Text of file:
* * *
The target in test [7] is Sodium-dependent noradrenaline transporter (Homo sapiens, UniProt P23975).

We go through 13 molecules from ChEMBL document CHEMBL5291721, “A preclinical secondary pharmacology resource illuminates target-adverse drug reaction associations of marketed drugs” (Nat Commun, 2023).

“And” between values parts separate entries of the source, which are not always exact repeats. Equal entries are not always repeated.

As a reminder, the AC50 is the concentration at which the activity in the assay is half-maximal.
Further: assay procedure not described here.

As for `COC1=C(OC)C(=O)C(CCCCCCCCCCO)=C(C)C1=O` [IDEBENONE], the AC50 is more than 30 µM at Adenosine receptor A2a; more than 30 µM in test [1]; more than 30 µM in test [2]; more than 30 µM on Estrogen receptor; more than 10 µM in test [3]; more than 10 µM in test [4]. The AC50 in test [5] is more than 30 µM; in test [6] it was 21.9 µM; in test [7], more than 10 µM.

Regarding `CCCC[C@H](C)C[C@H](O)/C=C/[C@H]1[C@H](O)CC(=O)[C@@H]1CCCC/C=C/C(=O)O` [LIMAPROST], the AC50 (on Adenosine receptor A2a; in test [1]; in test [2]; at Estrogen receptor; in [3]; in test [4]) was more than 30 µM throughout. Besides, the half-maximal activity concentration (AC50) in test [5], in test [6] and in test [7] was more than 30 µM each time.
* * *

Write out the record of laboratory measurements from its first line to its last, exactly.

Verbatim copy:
The target in test [7] is Sodium-dependent noradrenaline transporter (Homo sapiens, UniProt P23975).

We go through 13 molecules from ChEMBL document CHEMBL5291721, “A preclinical secondary pharmacology resource illuminates target-adverse drug reaction associations of marketed drugs” (Nat Commun, 2023).

“And” between values parts separate entries of the source, which are not always exact repeats. Equal entries are not always repeated.

As a reminder, the AC50 is the concentration at which the activity in the assay is half-maximal.
Further: assay procedure not described here.

As for `COC1=C(OC)C(=O)C(CCCCCCCCCCO)=C(C)C1=O` [IDEBENONE], the AC50 is more than 30 µM at Adenosine receptor A2a; more than 30 µM in test [1]; more than 30 µM in test [2]; more than 30 µM on Estrogen receptor; more than 10 µM in test [3]; more than 10 µM in test [4]. The AC50 in test [5] is more than 30 µM; in test [6] it was 21.9 µM; in test [7], more than 10 µM.

Regarding `CCCC[C@H](C)C[C@H](O)/C=C/[C@H]1[C@H](O)CC(=O)[C@@H]1CCCC/C=C/C(=O)O` [LIMAPROST], the AC50 (on Adenosine receptor A2a; in test [1]; in test [2]; at Estrogen receptor; in [3]; in test [4]) was more than 30 µM throughout. Besides, the half-maximal activity concentration (AC50) in test [5], in test [6] and in test [7] was more than 30 µM each time.